If you own a residence that you are renting out, you need to make sure you have the right kind of insurance before allowing them to move in. Landlord and homeowner's insurance may seem similar, but there are some clear differences you need to be aware of.
One of the biggest differences you will find between landlord and homeowner's insurance is that the homeowner's policy is typically for an owner-occupied residence. If the resident of the home is not the owner, but they are insured on a homeowner's insurance policy, then there may be an issue with coverage that arises if a claim is filed.
A landlord's policy, also known as a dwelling fire policy, a business owner's policy, or commercial package policy, all typically allow tenant-occupied residency. The difference between the policies comes in because an owner is more likely to address a potential claim issue than a renter, resulting in fewer claims overall.
For this reason, landlord insurance may be more expensive than a homeowner's insurance policy because there is more of a risk for the insurance company offering the policy.
An Overview of Homeowner's Insurance
To understand the differences, even more, we need to go over the basics of these policies. Remember, the coverage offered under each policy varies depending on a number of factors, including the carrier and endorsements.
- Dwelling Coverage: This coverage protects the structure of the home, including any permanent fixtures there are.
- Liability Coverage: This coverage protects covered bodily injury and property damage caused by the insured on the policy.
- Personal Property Coverage: This coverage is for the personal belongings of the family members while they are a member of the household.
An Overview of Landlord's Insurance
The same three coverages can also be applied to landlord's insurance; however, there are a few differences in what those allowable coverages are.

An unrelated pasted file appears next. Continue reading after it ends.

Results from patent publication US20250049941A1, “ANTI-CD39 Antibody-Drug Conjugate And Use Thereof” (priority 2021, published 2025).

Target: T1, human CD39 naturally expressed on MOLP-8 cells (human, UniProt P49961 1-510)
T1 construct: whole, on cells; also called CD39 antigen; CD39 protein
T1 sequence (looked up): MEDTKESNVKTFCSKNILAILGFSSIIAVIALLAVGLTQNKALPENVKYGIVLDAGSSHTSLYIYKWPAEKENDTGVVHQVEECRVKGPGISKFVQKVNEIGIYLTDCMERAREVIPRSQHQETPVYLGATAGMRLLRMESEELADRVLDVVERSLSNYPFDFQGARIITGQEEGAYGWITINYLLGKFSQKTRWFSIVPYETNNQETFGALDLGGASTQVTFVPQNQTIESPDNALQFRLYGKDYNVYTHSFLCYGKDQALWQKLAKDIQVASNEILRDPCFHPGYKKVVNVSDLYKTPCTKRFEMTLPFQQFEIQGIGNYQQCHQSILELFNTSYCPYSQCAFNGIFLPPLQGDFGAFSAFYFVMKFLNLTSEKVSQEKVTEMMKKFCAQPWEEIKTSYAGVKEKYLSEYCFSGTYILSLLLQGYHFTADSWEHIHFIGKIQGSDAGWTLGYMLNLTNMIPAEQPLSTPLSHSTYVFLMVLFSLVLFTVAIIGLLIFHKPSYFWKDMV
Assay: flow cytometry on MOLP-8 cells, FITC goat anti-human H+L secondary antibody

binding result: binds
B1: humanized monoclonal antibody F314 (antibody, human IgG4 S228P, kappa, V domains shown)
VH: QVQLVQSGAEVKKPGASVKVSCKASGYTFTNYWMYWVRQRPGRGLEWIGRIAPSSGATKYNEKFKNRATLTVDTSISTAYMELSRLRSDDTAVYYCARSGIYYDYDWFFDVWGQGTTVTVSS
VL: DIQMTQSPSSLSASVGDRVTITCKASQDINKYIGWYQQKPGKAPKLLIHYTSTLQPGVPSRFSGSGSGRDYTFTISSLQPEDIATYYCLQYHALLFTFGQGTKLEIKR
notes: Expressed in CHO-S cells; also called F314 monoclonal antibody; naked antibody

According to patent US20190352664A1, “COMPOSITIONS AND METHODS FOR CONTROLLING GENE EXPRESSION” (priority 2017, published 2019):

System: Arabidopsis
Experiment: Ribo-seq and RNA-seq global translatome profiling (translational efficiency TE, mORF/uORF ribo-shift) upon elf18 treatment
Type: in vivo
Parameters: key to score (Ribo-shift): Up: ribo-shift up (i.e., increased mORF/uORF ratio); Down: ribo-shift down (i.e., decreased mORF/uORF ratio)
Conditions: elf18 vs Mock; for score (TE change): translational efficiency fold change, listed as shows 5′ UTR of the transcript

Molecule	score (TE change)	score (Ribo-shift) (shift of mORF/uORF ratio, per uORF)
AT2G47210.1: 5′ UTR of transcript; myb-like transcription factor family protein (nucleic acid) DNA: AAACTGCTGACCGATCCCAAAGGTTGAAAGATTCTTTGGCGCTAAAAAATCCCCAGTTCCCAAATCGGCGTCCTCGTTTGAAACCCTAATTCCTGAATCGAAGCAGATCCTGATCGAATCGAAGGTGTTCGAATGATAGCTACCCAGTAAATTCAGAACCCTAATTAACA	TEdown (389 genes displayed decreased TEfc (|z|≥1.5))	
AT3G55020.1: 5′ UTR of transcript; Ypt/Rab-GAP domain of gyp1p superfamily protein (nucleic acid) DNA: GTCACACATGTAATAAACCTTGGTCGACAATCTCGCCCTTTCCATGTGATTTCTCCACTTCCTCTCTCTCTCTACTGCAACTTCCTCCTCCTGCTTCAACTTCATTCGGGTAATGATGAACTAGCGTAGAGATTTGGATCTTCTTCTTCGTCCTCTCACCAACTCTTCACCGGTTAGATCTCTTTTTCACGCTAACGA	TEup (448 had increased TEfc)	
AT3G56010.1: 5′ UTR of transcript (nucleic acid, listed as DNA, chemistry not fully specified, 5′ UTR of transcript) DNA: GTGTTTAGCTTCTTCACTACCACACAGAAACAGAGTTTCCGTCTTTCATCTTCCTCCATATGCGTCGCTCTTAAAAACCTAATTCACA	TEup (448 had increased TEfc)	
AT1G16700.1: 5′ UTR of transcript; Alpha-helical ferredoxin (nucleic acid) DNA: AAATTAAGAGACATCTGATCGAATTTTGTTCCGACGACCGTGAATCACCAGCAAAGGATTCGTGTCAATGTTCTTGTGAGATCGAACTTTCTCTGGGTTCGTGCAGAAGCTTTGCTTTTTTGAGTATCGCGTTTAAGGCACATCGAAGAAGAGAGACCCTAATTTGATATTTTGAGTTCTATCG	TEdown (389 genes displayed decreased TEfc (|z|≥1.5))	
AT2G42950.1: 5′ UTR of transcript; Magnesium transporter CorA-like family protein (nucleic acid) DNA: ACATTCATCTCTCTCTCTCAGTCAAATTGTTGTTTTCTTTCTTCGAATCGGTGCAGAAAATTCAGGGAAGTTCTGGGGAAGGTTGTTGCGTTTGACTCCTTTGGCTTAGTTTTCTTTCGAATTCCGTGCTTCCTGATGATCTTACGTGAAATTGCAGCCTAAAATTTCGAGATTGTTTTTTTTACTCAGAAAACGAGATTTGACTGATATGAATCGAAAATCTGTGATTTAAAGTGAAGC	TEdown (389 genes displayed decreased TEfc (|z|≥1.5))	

- Dwelling Coverage: this is about the same as it is under a homeowner's insurance policy. It protects the home and any permanent structures.
- Liability Coverage: Under a landlord policy, it protects the property owner against any liability claims resulting from the rental. Under a homeowner's insurance policy, the coverage would not apply to bodily injury or property damage because it was the tenants and not the owners.
- Personal Property: minimal personal property coverage is included under a landlord's insurance policy. The tenants are responsible for ensuring their own property in the rental in the form of renter's insurance. However, if the landlord has personal property in the rented home, such as a major appliance, this coverage can be added separately.
If you have a rental property and want to ensure you purchase the right coverage, contact the Panorama professionals today to discuss your options. They will get the details regarding your specific situation and make sure you find affordable rates with the right insurance company.
Remember, it is easy to secure the wrong coverage. Don't wait until something happens to find out that you don't have the necessary coverage. Discuss your options today.